Under pressure to perform at unprecedented velocities in a tight labor market, more companies are exploring custom executive education options as a way to bring their supply chain leaders up to speed (and keep them there).
By Bridget McCrea, Editor · July 13, 2018
Campbell’s Soup did it to improve the agility of its worldwide supply chain. Coca-Cola used it to enhance its supply chain leadership and provide better end-to-end global supply chain integration. Johnson & Johnson leveraged it to develop a network of professionals focused on continuous improvement. These are just three examples of how organizations have used custom executive education programs to improve their C-suite and senior-level executives’ knowledge, skill sets and expertise in the rapidly-evolving supply chain industry.
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Learning experiences that are tailored to a specific organization’s needs, custom executive education is proliferating in supply chain, where many leaders and managers came up through the ranks of their firms without any formal education in the discipline. Combine these realities with the many changes taking place on the e-commerce and omni-channel fronts, and the need for a customized educational approach becomes that much greater.
“The term ‘supply chain’ only dates back about 20 years, with the first graduates with formal degrees in the field emerging around 2002 from a handful of schools,” points out, Steve Tracey executive director for Penn State Executive Programs and the Center for Supply Chain Research, points out. “And while more schools have popped up since then, supply chain as a profession remains a fairly recent phenomenon.”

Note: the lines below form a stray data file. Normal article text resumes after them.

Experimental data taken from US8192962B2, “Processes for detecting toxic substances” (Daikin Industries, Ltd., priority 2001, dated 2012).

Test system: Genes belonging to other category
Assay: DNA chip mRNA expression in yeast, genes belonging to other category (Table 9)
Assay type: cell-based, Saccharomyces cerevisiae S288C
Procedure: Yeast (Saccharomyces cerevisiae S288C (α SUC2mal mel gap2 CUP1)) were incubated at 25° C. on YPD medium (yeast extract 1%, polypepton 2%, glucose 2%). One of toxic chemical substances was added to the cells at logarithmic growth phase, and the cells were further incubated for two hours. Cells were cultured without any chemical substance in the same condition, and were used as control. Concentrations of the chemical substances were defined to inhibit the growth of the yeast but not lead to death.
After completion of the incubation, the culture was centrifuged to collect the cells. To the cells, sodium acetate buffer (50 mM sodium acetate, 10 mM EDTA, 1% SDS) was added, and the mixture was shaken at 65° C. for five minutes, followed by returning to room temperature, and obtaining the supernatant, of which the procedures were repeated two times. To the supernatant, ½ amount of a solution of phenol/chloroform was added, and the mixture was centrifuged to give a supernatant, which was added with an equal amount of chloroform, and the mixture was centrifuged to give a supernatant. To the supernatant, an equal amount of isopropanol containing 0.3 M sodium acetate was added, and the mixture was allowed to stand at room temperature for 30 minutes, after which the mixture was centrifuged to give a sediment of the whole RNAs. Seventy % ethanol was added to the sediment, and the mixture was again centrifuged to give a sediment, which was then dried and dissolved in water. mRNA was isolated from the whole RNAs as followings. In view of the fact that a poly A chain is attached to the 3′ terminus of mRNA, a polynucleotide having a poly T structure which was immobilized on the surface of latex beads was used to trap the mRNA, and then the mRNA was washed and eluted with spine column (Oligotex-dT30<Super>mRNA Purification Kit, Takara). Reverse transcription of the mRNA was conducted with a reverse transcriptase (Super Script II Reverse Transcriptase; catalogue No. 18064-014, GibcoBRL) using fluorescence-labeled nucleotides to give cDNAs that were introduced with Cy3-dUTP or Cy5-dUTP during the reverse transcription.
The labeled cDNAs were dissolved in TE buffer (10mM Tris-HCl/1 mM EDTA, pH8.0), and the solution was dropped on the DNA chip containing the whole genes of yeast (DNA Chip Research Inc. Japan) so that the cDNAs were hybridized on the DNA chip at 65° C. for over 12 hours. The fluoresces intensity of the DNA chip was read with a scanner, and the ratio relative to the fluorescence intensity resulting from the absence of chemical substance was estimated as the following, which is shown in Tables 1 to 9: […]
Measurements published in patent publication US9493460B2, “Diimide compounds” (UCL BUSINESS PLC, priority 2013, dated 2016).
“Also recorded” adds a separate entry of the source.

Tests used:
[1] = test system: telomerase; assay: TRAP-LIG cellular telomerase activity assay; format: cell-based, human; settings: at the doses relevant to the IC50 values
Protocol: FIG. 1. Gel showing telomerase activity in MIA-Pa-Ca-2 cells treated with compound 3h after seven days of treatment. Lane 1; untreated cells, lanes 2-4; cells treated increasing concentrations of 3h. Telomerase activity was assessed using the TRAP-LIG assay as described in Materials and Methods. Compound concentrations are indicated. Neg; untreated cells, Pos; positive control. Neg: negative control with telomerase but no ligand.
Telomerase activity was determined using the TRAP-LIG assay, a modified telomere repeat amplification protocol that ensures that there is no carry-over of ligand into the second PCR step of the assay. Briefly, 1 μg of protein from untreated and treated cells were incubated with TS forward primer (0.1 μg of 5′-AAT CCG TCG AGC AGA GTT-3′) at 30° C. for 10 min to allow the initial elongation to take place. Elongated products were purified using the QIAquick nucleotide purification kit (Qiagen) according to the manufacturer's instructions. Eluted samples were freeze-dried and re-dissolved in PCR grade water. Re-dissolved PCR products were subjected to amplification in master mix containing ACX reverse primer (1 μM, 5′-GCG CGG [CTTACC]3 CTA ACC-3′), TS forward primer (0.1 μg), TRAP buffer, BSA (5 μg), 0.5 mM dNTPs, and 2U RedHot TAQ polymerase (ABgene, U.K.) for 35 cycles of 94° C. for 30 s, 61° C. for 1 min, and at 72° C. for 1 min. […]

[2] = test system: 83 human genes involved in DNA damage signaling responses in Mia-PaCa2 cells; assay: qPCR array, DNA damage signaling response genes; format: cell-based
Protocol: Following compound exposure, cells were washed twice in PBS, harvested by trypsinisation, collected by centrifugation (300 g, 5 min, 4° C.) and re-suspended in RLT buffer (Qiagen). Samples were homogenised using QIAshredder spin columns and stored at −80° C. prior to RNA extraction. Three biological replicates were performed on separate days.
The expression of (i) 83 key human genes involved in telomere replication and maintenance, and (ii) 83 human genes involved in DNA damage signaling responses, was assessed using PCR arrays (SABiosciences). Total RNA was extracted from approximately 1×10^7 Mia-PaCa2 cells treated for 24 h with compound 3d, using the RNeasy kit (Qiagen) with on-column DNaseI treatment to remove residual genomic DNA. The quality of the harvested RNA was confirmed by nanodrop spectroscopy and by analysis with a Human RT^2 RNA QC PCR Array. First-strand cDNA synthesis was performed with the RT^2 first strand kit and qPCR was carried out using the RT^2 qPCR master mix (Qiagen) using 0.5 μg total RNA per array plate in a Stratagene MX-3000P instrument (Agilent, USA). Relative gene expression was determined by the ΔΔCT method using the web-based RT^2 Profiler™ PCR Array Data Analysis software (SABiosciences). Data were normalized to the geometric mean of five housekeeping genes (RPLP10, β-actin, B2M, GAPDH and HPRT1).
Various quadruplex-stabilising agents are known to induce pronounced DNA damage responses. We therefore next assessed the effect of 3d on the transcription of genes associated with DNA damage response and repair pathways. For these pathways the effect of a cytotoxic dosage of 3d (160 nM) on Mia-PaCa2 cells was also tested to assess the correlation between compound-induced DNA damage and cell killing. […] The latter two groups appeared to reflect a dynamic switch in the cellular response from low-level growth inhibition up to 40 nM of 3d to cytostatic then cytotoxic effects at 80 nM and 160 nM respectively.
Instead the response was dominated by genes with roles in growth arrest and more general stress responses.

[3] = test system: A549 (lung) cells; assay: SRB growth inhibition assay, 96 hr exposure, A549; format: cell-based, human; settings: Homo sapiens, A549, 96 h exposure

Once the domain of large companies with very specific supply chain education needs, custom or “tailored” options have come of age and are now applicable for a wider swath of organizations. In most cases, these high-impact learning experiences involve just one company’s executives, last from eight weeks to 12 weeks, and include a mix of offline and online curriculum—the latter of which is coming of age in today’s digitized world.
What does it look like?
According to Tracey, customized educational programs help fill a gap that’s opening up as supply chain continues its progression from a back-office function to one that creates both strategic and operational value for companies of all sizes. “There are still many firms that, regardless of whether they’re centralized or decentralized, have the different supply chain functions separated from one another from a governance standpoint,” Tracey says.
The more progressive private and public organizations, on the other hand, recognize that supply chain is an end-to-end function that requires extended coordination across suppliers, customers and the company itself. As more of those wake-up calls happen, a growing number of firms are turning to custom executive education to bring their leaders and managers up to speed on the most relevant, company-centric points.
At least part of this trend is being driven by a lack of recent college graduates holding supply chain and logistics degrees. “There aren’t enough existing professionals or new graduates to be able to fulfill all of those needs at this point,” says Tracey. “Because it’s going to remain that way for the foreseeable future, we’re seeing strong demand for training and education that’s unique to individual firms; that’s where custom programs come in.”